Canadian society, and Canada’s historical Christian churches in particular, have been rocked by the legacy of Indian residential schools. While much of the hard work of reconciliation is left to be done, a deadline for Catholic action is looming this month.
Released last June, the Truth and Reconciliation Commission’s (TRC) Call to Action #48 asked faith groups “to formally adopt and comply with the principles, norms and standards of the UN’s Declaration on the Rights of Indigenous Peoples (UNDRIP) as a framework for reconciliation.” Beyond this, churches were challenged to issue a statement no later than March 31, 2016, “as to how they will implement the UNDRIP.” As well, religious denominations were also challenged (along with the federal government) to “repudiate concepts used to justify European sovereignty over indigenous lands and peoples, such as the Doctrine of Discovery and terra nullius.”
To respond, the Canadian bishops called some religious orders to join them in a March 14 meeting in an Ottawa hotel, where two statements, one on the church’s support for the UNDRIP, and the other dealing with the Doctrine of Discovery, were agreed upon. The issues are thorny, especially should the church appear more defensive of the past than willing to change in the present.
The current president of the bishops’ conference, Hamilton’s Doug Crosby, has experienced these dilemmas personally, as leader of the Canadian Oblates when they apologized for their role in residential schools in 1991. Also, in Rome in 2009, Archbishop James Weisgerber and Assembly of First Nations Chief Phil Fontaine heard Benedict XVI express his “sorrow at the anguish caused by the deplorable conduct of some members of the church.” And in July 2015 in Bolivia, Pope Francis referred to the largest known genocide in human history, where 60 million indigenous people perished in the Americas after their “discovery.” Francis admitted, “with regret; many grave sins were created against the native peoples of America in the name of God . . . I humbly ask forgiveness, not only for the offences of the church herself, but also for crimes committed against the native peoples during the so-called conquest of America.”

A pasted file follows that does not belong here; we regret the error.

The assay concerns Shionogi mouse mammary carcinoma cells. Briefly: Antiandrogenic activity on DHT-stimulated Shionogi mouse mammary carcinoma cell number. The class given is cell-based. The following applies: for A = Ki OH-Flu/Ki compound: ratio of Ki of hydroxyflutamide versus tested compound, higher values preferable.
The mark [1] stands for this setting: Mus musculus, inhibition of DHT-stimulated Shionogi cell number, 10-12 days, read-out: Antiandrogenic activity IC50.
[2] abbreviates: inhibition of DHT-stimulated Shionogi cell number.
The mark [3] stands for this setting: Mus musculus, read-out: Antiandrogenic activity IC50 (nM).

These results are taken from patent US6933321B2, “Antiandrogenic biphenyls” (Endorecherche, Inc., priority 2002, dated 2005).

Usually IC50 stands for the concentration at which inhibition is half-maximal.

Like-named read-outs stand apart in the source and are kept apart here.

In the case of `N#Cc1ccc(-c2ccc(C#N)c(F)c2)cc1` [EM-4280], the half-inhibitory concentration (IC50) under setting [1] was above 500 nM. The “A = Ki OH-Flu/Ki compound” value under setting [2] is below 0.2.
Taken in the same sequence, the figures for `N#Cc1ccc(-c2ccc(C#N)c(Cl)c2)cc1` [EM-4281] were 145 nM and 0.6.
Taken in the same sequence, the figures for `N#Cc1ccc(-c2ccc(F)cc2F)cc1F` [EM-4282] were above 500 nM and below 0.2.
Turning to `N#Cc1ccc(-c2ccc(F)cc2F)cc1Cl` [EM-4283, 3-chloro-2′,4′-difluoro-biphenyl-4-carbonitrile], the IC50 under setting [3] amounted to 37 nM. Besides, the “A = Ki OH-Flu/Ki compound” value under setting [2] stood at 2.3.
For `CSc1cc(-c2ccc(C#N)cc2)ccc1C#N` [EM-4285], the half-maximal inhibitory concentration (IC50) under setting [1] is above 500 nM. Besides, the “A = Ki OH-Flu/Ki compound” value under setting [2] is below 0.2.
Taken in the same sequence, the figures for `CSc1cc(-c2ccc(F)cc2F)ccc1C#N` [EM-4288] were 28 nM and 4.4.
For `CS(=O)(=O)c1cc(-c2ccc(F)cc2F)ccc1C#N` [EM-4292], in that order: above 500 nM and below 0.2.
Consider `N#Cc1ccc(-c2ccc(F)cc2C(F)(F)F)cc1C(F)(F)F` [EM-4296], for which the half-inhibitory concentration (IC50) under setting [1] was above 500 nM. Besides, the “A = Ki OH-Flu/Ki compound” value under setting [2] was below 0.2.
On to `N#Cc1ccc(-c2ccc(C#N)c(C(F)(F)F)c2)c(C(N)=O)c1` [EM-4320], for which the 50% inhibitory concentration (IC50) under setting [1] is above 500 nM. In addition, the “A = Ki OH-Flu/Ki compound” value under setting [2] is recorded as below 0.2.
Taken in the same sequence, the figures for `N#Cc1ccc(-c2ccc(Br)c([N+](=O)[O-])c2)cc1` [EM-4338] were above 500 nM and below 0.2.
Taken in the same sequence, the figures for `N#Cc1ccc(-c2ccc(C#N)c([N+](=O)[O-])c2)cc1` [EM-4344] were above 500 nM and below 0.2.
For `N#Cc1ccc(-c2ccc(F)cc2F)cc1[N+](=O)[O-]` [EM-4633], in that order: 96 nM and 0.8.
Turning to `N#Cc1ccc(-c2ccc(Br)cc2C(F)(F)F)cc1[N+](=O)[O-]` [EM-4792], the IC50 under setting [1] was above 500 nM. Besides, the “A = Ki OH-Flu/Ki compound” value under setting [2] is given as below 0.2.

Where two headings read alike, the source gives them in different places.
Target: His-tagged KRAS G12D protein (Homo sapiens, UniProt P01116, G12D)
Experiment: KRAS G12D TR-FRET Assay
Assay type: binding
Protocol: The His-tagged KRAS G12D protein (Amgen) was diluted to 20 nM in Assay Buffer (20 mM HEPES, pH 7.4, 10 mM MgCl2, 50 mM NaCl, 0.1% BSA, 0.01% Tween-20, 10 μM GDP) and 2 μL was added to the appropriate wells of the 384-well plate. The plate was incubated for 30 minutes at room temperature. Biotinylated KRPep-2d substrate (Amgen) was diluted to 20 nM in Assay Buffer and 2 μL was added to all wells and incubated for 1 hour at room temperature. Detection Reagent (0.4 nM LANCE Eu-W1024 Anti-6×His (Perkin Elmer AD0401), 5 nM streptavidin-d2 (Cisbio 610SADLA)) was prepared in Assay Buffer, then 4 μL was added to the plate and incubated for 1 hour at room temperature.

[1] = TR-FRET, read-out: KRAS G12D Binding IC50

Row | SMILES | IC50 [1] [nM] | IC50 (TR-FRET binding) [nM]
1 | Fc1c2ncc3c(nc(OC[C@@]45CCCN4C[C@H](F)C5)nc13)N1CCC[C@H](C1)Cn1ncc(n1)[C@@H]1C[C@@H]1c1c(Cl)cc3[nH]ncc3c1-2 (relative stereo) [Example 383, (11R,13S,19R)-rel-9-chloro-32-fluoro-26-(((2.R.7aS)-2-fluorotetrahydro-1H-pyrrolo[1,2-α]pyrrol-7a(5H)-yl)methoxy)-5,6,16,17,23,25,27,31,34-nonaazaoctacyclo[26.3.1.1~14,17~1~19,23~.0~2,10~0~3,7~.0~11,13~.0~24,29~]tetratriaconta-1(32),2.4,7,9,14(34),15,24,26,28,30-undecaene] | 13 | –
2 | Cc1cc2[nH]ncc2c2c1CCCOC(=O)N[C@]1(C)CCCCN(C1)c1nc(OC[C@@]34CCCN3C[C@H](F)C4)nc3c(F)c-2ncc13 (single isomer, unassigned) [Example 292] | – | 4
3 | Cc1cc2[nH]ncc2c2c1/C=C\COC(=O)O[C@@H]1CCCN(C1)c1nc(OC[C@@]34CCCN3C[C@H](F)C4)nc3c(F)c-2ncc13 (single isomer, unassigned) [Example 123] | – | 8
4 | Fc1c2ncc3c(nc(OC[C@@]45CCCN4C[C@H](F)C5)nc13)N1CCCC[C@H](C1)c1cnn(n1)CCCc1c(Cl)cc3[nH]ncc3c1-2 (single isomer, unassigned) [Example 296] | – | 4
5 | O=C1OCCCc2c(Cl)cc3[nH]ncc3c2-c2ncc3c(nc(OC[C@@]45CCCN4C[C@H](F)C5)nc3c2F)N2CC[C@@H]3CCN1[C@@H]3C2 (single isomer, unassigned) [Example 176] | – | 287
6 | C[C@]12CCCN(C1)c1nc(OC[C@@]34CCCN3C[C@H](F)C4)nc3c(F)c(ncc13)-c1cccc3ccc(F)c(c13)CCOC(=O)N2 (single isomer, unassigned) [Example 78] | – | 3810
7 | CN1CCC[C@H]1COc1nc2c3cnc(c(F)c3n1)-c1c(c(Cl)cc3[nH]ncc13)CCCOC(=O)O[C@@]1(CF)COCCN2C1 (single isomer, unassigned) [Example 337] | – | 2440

The Doctrine of Discovery emanated from three papal bulls in the 15th century. It permitted Christians to confiscate all land and possessions of the inhabitants of “barbarous nations” they discovered. The doctrine became a legal concept in the U.S. by the 1820s.
Since 2013, over a dozen congregations of Catholic religious, organized by the Loretto Sisters, have been calling for the doctrine to be revoked by the Holy See. For its part, a Vatican representative to the UN stated in 2010 that it had already been “abrogated” and was “without any legal or doctrinal value.” It seems the TRC commissioners didn’t get the memo.
Several other churches have moved to clearly renounce the Doctrine of Discovery — the Anglican, United, Presbyterian, Evangelical Lutheran churches of Canada, and the Christian Reformed Church of North America, for example. If there is a broad difference between the Roman Catholic statement this month, and those previous statements and work of other churches, the press can be expected to pillory the Catholic side.
Reconciliation is hard, ongoing work. Erica Lee, a young indigenous woman from Saskatchewan, has written that, “The real task of reconciliation, however, is not Canada waiting around to be forgiven for colonialism so business can carry on as usual; it is for Canadians to end the ongoing colonial violence that still suffocates indigenous lives . . . reconciliation is about indigenous liberation.”
Catholic clergy are familiar with the Summa Theologica of St. Thomas Aquinas, which presents three requirements of forgiveness: to regret the harm done, to make amends, and to have the firm intention to not do it again.
The most important commitment our leaders could make this month would be to adopt the TRC’s #59. That calls upon the church to “develop ongoing education strategies to ensure that their respective congregations learn about their church’s role in colonization, the history and legacy of residential schools, and why apologies to former residential school students, their families, and communities were necessary.” Paul’s second letter to the Corinthians reminds us that all believers have been given the “ministry of reconciliation.” Catholics need to get reconciling at the level of where our people are — our parishes.
Gunn is the Ottawa-based executive director of Citizens for Public Justice, www.cpj.ca, a member-driven, faith-based public policy organization in Ottawa focused on ecological justice, refugee rights and poverty elimination.